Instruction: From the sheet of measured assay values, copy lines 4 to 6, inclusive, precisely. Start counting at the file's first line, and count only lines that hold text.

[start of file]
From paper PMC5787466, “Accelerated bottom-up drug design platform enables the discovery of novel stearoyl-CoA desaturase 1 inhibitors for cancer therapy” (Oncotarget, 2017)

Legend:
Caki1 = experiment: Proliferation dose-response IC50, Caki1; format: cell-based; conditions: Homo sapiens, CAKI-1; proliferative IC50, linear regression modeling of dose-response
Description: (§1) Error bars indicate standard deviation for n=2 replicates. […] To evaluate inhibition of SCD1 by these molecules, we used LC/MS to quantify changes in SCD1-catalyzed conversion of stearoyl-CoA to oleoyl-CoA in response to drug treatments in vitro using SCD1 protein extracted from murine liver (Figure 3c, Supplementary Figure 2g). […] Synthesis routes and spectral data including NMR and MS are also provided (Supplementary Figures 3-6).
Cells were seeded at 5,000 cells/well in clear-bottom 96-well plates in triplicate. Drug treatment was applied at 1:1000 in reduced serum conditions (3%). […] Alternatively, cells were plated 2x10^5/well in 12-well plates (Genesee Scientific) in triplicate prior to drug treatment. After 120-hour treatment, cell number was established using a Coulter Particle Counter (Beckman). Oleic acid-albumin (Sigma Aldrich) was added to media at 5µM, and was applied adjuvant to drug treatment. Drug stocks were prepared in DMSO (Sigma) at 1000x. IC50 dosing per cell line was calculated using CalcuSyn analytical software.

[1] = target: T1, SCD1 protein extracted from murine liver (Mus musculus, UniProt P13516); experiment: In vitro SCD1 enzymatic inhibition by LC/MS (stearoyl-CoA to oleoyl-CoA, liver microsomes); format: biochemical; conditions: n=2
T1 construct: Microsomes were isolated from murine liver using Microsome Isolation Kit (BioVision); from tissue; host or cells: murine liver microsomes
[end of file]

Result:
Description: (§1) Error bars indicate standard deviation for n=2 replicates. […] To evaluate inhibition of SCD1 by these molecules, we used LC/MS to quantify changes in SCD1-catalyzed conversion of stearoyl-CoA to oleoyl-CoA in response to drug treatments in vitro using SCD1 protein extracted from murine liver (Figure 3c, Supplementary Figure 2g). […] Synthesis routes and spectral data including NMR and MS are also provided (Supplementary Figures 3-6).
Cells were seeded at 5,000 cells/well in clear-bottom 96-well plates in triplicate. Drug treatment was applied at 1:1000 in reduced serum conditions (3%). […] Alternatively, cells were plated 2x10^5/well in 12-well plates (Genesee Scientific) in triplicate prior to drug treatment. After 120-hour treatment, cell number was established using a Coulter Particle Counter (Beckman). Oleic acid-albumin (Sigma Aldrich) was added to media at 5µM, and was applied adjuvant to drug treatment. Drug stocks were prepared in DMSO (Sigma) at 1000x. IC50 dosing per cell line was calculated using CalcuSyn analytical software.

[1] = target: T1, SCD1 protein extracted from murine liver (Mus musculus, UniProt P13516); experiment: In vitro SCD1 enzymatic inhibition by LC/MS (stearoyl-CoA to oleoyl-CoA, liver microsomes); format: biochemical; conditions: n=2